Data_Sheet_1_Phylogeographic Analyses Reveal the Early Expansion and Frequent Bidirectional Cross-Border Transmissions of Non-pandemic HIV-1 Subtype B Strains in Hispaniola.PDF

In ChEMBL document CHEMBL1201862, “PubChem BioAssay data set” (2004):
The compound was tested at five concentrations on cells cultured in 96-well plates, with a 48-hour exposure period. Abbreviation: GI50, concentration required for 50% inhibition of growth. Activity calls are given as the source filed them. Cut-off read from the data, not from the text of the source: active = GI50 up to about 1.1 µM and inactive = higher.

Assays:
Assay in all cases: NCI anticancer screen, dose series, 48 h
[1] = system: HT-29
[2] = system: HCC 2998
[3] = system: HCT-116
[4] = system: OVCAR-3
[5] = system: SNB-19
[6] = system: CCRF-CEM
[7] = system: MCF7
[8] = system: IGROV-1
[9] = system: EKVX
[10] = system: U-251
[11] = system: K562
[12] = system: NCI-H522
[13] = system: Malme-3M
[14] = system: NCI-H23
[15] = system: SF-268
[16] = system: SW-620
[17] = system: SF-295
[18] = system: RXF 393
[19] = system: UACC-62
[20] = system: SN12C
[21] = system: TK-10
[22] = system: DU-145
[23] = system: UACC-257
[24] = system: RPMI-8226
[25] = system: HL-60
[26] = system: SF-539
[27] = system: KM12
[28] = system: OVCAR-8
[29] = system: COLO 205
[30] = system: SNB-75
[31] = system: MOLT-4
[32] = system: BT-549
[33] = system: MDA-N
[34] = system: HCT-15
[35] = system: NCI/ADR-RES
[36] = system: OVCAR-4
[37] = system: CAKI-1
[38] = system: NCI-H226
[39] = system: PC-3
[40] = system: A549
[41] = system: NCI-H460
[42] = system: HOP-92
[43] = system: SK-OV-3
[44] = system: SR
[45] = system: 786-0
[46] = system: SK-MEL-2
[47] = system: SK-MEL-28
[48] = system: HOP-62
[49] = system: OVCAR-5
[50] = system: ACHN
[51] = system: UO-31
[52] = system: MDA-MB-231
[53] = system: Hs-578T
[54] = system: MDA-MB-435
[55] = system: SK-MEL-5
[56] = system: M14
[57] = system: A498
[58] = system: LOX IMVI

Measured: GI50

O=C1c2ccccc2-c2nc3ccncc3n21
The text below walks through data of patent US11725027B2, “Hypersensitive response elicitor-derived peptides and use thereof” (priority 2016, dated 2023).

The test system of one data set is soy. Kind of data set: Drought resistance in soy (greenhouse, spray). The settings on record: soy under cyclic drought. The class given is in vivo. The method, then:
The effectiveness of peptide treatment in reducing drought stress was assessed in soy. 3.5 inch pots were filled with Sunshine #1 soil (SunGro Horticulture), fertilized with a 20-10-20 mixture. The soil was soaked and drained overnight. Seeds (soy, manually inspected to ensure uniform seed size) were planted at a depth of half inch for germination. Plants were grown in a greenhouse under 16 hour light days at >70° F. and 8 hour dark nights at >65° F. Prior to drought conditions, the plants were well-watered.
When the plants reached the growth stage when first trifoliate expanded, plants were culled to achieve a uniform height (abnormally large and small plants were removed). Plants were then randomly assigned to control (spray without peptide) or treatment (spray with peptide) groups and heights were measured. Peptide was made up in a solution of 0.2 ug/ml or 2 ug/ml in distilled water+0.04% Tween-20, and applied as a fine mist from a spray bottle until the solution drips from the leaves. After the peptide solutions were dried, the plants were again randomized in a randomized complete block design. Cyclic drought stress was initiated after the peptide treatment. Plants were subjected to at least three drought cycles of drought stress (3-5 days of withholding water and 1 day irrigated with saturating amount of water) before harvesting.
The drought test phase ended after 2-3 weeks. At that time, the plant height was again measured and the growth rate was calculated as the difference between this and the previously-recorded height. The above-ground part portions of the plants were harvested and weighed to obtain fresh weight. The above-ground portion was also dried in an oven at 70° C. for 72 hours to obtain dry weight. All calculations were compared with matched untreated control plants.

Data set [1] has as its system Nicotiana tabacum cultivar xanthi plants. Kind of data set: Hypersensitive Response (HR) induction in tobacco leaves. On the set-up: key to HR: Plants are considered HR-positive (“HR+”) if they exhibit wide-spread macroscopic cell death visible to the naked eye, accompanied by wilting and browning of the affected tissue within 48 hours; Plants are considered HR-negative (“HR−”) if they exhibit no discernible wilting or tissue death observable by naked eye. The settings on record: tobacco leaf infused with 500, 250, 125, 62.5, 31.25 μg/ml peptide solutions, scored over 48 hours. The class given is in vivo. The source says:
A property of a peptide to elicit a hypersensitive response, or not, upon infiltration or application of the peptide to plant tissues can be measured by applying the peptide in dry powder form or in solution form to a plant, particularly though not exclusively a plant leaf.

The human immunodeficiency virus-type 1 (HIV-1) subtype B has probably been circulating on the island of Hispaniola since the 1960s, but information about the early viral history on this Caribbean island is scarce. In this study, we reconstruct the dissemination dynamics of early divergent non-pandemic subtype B lineages (designated BCAR) on Hispaniola by analyzing a country-balanced dataset of HIV-1 BCARpol sequences from Haiti (n = 103) and the Dominican Republic (n = 123). Phylogenetic analyses supported that BCAR strains from Haiti and the Dominican Republic were highly intermixed between each other, although the null hypothesis of completely random mixing was rejected. Bayesian phylogeographic analyses placed the ancestral BCAR virus in Haiti and the Dominican Republic with the same posterior probability support. These analyses estimate frequent viral transmissions between Haiti and the Dominican Republic since the early 1970s onwards, and the presence of local BCAR transmission networks in both countries before first AIDS cases was officially recognized. Demographic reconstructions point that the BCAR epidemic in Hispaniola grew exponentially until the 1990s. These findings support that the HIV-1 epidemics in Haiti and the Dominican Republic have been connected by a recurrent bidirectional viral flux since the initial phase, which poses a great challenge in tracing the geographic origin of the BCAR epidemic within Hispaniola using only genetic data. These data also reinforce the notion that prevention programs have successfully reduced the rate of new HIV-1 transmissions in Hispaniola since the end of the 1990s.